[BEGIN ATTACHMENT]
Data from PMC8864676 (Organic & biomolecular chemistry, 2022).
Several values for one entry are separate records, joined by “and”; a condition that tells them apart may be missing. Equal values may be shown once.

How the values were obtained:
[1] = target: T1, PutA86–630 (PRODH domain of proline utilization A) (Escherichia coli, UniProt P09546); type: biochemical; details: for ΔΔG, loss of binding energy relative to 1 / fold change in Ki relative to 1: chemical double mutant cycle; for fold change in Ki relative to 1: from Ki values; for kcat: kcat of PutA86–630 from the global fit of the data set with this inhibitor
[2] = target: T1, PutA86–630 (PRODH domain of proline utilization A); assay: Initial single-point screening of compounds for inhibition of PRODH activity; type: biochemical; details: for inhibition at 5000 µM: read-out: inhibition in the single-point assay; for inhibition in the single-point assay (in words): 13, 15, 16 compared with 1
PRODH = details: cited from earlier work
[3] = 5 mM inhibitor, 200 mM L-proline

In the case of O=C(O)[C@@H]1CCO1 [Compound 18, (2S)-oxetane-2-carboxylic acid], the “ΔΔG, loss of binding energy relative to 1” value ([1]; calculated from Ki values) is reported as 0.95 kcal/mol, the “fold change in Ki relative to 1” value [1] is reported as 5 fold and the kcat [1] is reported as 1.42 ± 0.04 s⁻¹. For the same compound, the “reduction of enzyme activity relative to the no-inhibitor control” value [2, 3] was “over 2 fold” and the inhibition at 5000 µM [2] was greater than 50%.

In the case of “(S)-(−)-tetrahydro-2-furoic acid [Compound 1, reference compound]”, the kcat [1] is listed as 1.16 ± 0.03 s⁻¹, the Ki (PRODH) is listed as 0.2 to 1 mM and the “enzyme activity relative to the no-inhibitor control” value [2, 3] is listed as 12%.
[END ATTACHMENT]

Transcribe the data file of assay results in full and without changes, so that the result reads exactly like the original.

Data from PMC8864676 (Organic & biomolecular chemistry, 2022).
Several values for one entry are separate records, joined by “and”; a condition that tells them apart may be missing. Equal values may be shown once.

How the values were obtained:
[1] = target: T1, PutA86–630 (PRODH domain of proline utilization A) (Escherichia coli, UniProt P09546); type: biochemical; details: for ΔΔG, loss of binding energy relative to 1 / fold change in Ki relative to 1: chemical double mutant cycle; for fold change in Ki relative to 1: from Ki values; for kcat: kcat of PutA86–630 from the global fit of the data set with this inhibitor
[2] = target: T1, PutA86–630 (PRODH domain of proline utilization A); assay: Initial single-point screening of compounds for inhibition of PRODH activity; type: biochemical; details: for inhibition at 5000 µM: read-out: inhibition in the single-point assay; for inhibition in the single-point assay (in words): 13, 15, 16 compared with 1
PRODH = details: cited from earlier work
[3] = 5 mM inhibitor, 200 mM L-proline

In the case of O=C(O)[C@@H]1CCO1 [Compound 18, (2S)-oxetane-2-carboxylic acid], the “ΔΔG, loss of binding energy relative to 1” value ([1]; calculated from Ki values) is reported as 0.95 kcal/mol, the “fold change in Ki relative to 1” value [1] is reported as 5 fold and the kcat [1] is reported as 1.42 ± 0.04 s⁻¹. For the same compound, the “reduction of enzyme activity relative to the no-inhibitor control” value [2, 3] was “over 2 fold” and the inhibition at 5000 µM [2] was greater than 50%.

In the case of “(S)-(−)-tetrahydro-2-furoic acid [Compound 1, reference compound]”, the kcat [1] is listed as 1.16 ± 0.03 s⁻¹, the Ki (PRODH) is listed as 0.2 to 1 mM and the “enzyme activity relative to the no-inhibitor control” value [2, 3] is listed as 12%.